“As a first generation college student looking to complete my masters here at LBJ, I was unsure about how the program would welcome the diversity that I bring—I am both a republican and a Latina,” said Mora. “I attended the ‘Come to Texas’ event, received a phone call from PAACC members, and was greeted by friendly PAACC members during the Open House. PAACC is the reason I came to LBJ. It's the reason why I continue to feel that diverse students within the program have a voice. And it's where I hope future LBJ students will feel that they are welcome regardless of their skin color.”
In addition to events designed specifically for student recruitment, PAACC also strives to host events that highlight diversity in the LBJ School community like the annual United Nations of Food, a potluck luncheon event where students, faculty and staff contribute dishes that reflect their cultural or ethnic heritage.
“The mission of the United Nations of Food is to celebrate the LBJ School’s rich cultural heritage through fellowship and food,” said Desiree Ledet, second-year MPAff student and PAACC treasurer. “The event provides the school with a unique opportunity to escape the everyday monotony of homework, group projects, and memos and to spend quality time together.”
Proceeds from the event will be used to start a new tradition to commence in the spring known as the "Spirit of Barbara Jordan Awards." The event will honor students, faculty, and staff that embody the spirit of Barbara Jordan through leadership and service during the academic school year.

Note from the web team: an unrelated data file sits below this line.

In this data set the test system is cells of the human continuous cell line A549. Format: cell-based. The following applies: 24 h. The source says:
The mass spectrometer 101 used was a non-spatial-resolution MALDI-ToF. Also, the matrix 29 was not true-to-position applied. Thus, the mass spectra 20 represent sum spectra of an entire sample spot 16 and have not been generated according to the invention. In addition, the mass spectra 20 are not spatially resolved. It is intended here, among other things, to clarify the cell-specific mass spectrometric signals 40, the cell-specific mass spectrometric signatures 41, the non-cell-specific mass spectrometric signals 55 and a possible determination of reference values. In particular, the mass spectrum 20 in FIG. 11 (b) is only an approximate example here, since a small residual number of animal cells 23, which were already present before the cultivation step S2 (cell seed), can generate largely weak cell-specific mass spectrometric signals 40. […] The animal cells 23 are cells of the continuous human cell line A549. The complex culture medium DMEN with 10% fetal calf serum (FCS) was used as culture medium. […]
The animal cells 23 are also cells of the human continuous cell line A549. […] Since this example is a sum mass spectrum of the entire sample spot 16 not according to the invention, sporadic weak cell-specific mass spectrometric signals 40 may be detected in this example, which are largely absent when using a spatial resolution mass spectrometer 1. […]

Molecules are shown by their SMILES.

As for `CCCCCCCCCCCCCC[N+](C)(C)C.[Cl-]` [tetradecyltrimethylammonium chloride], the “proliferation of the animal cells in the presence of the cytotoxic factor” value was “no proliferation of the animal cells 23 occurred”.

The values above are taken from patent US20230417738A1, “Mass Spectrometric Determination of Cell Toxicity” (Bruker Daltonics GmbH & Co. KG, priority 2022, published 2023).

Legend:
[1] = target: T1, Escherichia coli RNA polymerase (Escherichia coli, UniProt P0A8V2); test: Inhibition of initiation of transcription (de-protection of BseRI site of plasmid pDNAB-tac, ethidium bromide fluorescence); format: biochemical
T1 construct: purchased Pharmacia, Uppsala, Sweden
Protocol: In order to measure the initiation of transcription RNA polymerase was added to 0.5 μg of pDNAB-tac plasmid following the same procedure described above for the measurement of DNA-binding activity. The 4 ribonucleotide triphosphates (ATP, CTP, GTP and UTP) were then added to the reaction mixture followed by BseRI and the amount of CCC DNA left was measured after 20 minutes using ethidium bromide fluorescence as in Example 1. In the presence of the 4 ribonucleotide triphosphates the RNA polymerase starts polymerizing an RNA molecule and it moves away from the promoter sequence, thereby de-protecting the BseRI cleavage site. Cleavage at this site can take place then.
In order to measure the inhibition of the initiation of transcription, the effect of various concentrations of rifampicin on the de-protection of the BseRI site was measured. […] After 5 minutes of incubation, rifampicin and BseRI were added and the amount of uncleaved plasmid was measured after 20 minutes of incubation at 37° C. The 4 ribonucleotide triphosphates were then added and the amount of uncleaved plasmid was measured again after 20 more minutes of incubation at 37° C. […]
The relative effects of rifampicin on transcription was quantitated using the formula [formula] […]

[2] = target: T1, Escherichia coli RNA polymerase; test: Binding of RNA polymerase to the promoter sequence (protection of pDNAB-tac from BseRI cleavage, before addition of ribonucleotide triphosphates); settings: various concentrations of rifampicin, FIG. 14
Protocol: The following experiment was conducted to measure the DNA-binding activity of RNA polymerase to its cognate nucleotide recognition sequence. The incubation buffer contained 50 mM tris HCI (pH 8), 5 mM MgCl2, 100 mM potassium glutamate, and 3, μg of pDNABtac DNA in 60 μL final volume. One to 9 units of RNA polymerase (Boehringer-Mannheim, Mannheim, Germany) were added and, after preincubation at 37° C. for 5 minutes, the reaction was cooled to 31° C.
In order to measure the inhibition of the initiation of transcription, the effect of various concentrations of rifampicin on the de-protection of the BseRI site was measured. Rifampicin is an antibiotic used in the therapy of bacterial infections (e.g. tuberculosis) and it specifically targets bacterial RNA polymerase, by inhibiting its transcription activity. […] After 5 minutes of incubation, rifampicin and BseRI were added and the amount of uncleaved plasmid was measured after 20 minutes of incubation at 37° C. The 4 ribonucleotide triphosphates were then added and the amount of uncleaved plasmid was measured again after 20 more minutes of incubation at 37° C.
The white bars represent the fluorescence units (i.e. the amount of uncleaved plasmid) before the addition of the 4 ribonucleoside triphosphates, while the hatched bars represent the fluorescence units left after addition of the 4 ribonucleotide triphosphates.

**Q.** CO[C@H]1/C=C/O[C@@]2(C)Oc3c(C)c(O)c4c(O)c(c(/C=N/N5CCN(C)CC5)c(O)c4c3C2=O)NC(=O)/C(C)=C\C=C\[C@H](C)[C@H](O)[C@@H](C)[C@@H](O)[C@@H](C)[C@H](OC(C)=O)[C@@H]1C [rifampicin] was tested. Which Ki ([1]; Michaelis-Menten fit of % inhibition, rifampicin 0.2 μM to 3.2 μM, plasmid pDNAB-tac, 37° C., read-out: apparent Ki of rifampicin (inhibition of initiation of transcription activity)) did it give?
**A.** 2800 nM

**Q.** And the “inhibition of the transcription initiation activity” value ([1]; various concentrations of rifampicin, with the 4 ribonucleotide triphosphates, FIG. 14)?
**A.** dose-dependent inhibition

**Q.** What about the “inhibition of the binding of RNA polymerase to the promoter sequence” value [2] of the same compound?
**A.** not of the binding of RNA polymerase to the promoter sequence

In addition to the United Nations of Food, PAACC spear-heads a diverse array of other events that range from attracting high-profile policymakers and practitioners to assisting undergraduates with thinking of applying for graduate school.
“PAACC participated in Campus Fusion, a week-long program sponsored by UT’s Division of Diversity and Community Engagement,” said McGowan. “PAACC has a table at the Campus Fusion kick-off rally where we handed out approximately 80 free GRE preparation study books and software Educational Testing Services.”
PAACC also donated books and software to the Multicultural Information Center at the University of Texas at Austin to check out to students studying from exams. In addition, PAACC, in conjunction with OSAP, hosted two GRE preparation workshops with Kaplan testing services.
“These workshops included breakfast, lunch, a welcome and informational session from Dr. Pat Wong explaining graduate school, and in particular, the benefits of the LBJ School, and finally, a 6-hour workshop with a Kaplan instructor on how to succeed on the GRE with free Kaplan study books given to participating students,” said McGowan.
In total, PAACC served approximately 80 prospective graduate students, a majority of which identified themselves as ethnic minorities or first-generation college students, or low-income students, said McGowan.
Other events that PAACC have spearheaded include the Barbara Jordan Brown Bag series that they organized in collaboration with the Graduate Public Affairs Council at the LBJ School to bring policymakers and practitioners to speak to the student body about their experiences.
“I sometimes think that PAACC should be renamed to something less about "color" and more about diversity, because that's what we truly are: a group of individuals committed to increasing diversity and divergence of opinion and experience here at LBJ,” said Mora. “The fact that PAACC promotes cultural awareness and encourages the presence of ethnic, geographic, and political minorities among our student body makes LBJ a better place to study.”